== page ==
Malware out of China challenges two-factor authentication schemes used by Defense Department, other organizations.
An infamous family of malware used in cyberespionage attacks out of China can now hijack a user's smart-card credentials.
Researchers at AlienVault have discovered a new variant of the Sykipot malware family that steals smart-card credentials of Department of Defense (DOD) and other users. Sykipot has been in action since around 2007 for launching targeted attacks via spear-phishing emails to the DOD community. And that community employs PC/SC x509 smart cards for multifactor authentication of its users.
The new Sykipot variant appears to have been in the wild for months: Researcher Jaime Blasco found that it was first compiled in March 2011, and since then it has been spotted in dozens of attack samples. Blasco says he has no information on whether the attackers were successful in pilfering DOD or other smart-card credentials, but his lab has proved that it works, so it's likely to have been used in some hacks.
"We have tested the malware and, in fact, it is working," Blasco said. "It's likely they got inside protected systems and gained access using this malware."
AlienVault researchers believe one group of attackers is and has been behind the malware. "We believe it's the same group of attackers. They have been using the same techniques, even sharing some parts of the code in other attacks," Blasco said. "It's related to another one we reported a month ago."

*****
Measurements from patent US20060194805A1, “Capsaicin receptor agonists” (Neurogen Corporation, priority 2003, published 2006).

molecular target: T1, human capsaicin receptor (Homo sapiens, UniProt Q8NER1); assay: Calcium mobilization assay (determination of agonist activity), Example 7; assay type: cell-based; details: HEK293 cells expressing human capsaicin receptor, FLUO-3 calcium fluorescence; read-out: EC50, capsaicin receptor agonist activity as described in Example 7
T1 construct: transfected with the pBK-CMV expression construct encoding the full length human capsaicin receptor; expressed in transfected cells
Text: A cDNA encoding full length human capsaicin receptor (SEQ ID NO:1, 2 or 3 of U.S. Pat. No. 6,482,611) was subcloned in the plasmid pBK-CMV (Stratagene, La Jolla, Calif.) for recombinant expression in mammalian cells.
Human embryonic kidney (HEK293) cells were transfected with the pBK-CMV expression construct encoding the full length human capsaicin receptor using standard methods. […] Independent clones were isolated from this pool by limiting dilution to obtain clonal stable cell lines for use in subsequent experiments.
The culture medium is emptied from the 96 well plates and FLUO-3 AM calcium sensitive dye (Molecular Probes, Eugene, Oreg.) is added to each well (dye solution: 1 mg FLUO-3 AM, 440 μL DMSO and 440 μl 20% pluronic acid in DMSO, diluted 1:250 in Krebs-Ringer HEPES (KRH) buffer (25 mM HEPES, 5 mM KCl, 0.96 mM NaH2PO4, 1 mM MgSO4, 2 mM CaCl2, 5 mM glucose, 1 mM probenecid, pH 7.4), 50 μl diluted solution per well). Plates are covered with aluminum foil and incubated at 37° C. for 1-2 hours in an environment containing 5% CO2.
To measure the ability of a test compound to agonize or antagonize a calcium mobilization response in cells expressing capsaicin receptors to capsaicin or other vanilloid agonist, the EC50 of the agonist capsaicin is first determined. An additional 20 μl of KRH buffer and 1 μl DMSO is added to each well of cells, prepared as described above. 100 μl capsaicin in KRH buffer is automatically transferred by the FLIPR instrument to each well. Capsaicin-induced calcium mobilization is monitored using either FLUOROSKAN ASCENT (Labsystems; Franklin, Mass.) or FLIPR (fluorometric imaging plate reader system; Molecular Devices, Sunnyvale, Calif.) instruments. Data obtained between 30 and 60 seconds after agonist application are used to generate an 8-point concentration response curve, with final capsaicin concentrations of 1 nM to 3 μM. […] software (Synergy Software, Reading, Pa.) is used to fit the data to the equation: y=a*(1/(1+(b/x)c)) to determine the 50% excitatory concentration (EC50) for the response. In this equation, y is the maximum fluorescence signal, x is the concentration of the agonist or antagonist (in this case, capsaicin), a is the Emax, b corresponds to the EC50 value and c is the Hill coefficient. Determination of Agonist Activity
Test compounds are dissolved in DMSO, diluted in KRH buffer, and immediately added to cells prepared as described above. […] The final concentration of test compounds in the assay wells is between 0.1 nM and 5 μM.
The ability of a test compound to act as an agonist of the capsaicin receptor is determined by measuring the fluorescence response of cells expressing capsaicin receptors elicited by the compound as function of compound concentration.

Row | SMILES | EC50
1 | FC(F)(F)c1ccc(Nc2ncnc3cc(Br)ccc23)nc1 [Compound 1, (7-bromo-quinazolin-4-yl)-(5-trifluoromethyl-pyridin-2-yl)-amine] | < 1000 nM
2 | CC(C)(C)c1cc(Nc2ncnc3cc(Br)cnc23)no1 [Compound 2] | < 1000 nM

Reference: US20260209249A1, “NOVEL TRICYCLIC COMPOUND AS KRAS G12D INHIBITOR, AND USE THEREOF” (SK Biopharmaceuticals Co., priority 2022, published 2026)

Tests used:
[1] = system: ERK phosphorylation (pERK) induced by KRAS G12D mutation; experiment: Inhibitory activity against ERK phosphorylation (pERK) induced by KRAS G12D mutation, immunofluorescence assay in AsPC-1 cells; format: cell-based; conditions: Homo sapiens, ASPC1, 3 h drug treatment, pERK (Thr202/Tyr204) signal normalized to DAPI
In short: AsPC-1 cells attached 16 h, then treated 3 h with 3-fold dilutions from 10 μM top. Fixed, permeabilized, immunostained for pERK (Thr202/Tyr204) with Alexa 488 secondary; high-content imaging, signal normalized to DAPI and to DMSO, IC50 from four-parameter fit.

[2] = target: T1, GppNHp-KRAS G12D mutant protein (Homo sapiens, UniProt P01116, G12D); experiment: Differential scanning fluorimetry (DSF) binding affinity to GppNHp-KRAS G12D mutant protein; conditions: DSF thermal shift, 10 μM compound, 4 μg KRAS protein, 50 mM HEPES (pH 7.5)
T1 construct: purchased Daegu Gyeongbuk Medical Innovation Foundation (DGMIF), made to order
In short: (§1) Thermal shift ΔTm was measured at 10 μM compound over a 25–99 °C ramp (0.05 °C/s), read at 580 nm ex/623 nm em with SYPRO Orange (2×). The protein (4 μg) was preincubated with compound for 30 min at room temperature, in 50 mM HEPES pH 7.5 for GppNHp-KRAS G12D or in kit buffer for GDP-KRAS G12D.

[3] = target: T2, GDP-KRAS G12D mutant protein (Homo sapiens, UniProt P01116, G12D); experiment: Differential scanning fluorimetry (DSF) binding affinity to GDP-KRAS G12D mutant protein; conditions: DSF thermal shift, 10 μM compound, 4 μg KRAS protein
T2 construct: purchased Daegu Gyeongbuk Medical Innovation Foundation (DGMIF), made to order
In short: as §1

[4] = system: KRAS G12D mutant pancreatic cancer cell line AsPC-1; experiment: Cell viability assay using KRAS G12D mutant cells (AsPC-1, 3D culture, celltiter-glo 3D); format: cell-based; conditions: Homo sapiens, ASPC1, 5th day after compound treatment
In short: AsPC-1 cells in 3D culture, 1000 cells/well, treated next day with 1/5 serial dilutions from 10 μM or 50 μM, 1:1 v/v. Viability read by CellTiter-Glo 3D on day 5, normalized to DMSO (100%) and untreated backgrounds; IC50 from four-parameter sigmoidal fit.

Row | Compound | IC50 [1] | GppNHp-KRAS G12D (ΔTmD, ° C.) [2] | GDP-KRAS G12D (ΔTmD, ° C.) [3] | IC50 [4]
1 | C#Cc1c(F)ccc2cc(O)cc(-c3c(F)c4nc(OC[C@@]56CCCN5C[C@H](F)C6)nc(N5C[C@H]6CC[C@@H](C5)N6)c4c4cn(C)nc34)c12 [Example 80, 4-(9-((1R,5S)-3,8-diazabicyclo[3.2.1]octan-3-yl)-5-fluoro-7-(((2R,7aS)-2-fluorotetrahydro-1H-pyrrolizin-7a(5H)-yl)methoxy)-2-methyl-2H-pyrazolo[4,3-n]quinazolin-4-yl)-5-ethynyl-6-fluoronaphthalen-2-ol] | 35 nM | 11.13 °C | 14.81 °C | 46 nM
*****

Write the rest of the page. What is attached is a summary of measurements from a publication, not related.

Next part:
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The cybersecurity profession struggles to retain women (figures range from 10 to 20 percent). It's particularly worrisome for an industry with a rapidly growing number of vacant positions.
So why does the shortage of women continue to be worse in security than in other IT sectors? How can men in infosec be better allies for women; and how can women be better allies for one another? What is the industry doing to fix the problem -- what's working, and what isn't?
Is this really a problem at all? Are the low numbers simply an indication that women do not want to be in cybersecurity, and is it possible that more women will never want to be in cybersecurity? How many women would we need to see in the industry to declare success?
Join Dark Reading senior editor Sara Peters and guests Angela Knox of Cloudmark, Barrett Sellers of Arbor Networks, Regina Wallace-Jones of Facebook, Steve Christey Coley of MITRE, and Chris Roosenraad of M3AAWG on Wednesday, July 13 at 1 p.m. Eastern Time to discuss all this and more.